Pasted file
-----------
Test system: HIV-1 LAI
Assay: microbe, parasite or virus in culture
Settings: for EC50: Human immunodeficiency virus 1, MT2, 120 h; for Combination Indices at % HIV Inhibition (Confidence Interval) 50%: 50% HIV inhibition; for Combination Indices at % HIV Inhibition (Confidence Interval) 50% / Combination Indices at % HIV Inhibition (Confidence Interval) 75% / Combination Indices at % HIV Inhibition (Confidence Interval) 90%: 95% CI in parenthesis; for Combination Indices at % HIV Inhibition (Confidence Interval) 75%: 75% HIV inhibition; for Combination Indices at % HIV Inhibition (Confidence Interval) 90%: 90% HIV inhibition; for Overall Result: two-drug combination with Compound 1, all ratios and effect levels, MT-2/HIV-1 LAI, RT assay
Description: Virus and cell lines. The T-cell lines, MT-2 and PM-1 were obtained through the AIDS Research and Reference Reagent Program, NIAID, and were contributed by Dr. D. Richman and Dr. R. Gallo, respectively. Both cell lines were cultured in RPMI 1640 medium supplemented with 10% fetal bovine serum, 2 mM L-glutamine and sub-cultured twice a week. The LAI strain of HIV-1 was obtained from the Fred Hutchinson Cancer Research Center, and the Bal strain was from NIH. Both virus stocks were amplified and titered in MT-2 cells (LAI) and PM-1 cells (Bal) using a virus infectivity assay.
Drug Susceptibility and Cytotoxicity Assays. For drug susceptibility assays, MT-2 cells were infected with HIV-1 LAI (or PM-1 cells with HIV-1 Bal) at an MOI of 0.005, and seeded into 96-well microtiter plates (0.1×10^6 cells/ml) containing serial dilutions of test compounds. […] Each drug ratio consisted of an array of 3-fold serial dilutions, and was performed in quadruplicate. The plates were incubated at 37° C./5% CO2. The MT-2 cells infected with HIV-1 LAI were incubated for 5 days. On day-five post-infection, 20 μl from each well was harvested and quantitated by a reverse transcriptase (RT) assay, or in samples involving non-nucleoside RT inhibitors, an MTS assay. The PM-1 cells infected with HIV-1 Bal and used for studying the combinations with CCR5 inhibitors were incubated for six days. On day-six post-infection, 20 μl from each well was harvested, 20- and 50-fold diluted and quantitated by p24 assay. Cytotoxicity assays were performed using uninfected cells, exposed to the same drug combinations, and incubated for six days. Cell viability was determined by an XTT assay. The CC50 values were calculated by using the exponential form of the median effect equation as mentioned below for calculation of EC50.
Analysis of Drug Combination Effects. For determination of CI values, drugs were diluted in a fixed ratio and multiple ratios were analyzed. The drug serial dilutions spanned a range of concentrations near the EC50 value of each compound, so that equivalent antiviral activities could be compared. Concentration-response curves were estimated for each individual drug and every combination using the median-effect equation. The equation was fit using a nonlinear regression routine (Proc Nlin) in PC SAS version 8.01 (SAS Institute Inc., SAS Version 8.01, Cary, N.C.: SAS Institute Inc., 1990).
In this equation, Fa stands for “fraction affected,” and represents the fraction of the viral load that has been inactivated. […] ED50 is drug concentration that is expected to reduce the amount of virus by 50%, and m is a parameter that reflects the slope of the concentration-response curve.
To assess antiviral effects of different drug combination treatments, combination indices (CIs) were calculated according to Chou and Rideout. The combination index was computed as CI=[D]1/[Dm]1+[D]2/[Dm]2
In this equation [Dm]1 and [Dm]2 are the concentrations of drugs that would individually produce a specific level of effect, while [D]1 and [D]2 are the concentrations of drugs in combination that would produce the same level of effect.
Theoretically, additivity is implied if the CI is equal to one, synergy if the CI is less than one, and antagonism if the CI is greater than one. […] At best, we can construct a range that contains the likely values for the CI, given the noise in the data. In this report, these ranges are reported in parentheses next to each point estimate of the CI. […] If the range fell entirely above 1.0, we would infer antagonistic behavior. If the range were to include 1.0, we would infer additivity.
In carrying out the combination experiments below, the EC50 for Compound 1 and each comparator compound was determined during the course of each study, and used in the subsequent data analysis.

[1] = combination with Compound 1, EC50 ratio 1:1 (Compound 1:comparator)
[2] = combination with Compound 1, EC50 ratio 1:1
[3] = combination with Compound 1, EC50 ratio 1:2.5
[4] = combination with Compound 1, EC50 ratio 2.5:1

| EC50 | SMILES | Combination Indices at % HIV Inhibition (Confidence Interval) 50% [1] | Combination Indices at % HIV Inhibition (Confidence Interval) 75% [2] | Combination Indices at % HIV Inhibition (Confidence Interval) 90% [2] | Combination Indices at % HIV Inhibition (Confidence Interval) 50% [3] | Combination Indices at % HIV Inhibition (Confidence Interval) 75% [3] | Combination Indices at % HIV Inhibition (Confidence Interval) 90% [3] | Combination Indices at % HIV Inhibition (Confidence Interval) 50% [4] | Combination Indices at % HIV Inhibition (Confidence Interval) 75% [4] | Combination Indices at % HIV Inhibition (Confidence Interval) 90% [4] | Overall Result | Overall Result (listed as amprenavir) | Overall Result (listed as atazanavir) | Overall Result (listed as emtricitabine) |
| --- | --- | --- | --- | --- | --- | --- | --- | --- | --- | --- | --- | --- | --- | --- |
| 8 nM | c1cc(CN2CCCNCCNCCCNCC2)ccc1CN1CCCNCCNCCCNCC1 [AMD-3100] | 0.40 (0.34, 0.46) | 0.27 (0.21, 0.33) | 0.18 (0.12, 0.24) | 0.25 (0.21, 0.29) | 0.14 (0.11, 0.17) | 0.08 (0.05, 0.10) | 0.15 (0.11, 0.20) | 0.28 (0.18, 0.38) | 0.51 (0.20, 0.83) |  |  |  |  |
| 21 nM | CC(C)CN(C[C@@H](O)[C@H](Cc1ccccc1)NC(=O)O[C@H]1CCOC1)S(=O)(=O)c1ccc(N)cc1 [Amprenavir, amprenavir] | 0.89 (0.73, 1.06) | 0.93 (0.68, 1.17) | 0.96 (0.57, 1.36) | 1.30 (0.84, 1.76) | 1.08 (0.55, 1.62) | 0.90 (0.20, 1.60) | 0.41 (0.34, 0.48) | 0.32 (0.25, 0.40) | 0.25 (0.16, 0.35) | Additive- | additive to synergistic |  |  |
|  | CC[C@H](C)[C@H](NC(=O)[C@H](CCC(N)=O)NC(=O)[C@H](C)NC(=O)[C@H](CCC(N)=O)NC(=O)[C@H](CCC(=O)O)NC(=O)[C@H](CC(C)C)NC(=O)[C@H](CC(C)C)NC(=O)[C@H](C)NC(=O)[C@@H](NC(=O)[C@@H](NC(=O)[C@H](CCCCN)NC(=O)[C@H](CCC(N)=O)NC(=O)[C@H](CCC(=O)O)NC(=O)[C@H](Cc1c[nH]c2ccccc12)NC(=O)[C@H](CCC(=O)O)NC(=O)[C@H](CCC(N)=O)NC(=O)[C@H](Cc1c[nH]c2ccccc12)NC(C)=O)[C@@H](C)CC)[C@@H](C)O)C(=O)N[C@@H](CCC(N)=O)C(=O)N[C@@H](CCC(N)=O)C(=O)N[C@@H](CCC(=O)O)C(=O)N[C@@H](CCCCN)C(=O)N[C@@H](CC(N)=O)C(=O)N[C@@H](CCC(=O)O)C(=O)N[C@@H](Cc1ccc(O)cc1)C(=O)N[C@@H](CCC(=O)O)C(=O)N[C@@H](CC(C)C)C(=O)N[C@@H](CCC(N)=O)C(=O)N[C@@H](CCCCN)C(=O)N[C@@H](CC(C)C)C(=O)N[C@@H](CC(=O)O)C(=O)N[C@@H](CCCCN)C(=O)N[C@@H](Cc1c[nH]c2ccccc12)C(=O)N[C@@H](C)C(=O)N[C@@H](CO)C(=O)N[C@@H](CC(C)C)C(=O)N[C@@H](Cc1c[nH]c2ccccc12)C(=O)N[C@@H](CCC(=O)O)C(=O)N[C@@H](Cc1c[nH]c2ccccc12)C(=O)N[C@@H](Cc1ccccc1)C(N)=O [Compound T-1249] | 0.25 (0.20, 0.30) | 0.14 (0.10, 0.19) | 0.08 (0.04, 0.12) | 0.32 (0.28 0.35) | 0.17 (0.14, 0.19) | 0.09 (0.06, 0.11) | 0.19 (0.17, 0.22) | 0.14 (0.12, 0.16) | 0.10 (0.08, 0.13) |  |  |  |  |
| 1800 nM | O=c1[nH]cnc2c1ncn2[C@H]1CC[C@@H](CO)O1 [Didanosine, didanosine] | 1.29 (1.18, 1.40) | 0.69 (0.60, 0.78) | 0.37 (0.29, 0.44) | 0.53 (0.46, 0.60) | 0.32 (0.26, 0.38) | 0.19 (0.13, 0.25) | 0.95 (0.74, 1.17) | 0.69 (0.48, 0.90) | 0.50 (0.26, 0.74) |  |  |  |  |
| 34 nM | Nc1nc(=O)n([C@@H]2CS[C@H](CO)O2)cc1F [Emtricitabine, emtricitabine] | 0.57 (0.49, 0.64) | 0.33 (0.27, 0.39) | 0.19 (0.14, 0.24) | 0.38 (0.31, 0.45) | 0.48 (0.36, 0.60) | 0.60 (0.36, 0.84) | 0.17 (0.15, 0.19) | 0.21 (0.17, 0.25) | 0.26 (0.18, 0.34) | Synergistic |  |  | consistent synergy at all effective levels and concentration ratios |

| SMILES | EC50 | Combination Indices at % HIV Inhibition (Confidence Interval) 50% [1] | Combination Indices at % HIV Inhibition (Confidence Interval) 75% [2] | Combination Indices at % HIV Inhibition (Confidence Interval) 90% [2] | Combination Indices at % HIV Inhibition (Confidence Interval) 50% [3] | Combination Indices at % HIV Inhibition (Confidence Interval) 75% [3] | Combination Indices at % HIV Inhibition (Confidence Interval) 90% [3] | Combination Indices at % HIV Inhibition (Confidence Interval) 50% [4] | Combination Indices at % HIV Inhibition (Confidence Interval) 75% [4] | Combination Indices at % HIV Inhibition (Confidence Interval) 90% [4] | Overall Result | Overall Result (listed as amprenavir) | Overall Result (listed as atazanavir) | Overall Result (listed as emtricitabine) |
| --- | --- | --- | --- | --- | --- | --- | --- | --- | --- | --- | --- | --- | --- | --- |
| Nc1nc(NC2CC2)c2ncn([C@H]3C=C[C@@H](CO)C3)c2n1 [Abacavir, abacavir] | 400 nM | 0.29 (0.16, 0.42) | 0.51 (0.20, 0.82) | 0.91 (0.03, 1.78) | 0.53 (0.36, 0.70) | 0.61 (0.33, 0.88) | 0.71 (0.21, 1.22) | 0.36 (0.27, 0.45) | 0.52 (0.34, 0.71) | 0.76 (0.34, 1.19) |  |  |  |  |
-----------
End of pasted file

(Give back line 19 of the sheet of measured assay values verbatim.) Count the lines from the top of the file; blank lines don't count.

| 21 nM | CC(C)CN(C[C@@H](O)[C@H](Cc1ccccc1)NC(=O)O[C@H]1CCOC1)S(=O)(=O)c1ccc(N)cc1 [Amprenavir, amprenavir] | 0.89 (0.73, 1.06) | 0.93 (0.68, 1.17) | 0.96 (0.57, 1.36) | 1.30 (0.84, 1.76) | 1.08 (0.55, 1.62) | 0.90 (0.20, 1.60) | 0.41 (0.34, 0.48) | 0.32 (0.25, 0.40) | 0.25 (0.16, 0.35) | Additive- | additive to synergistic |  |  |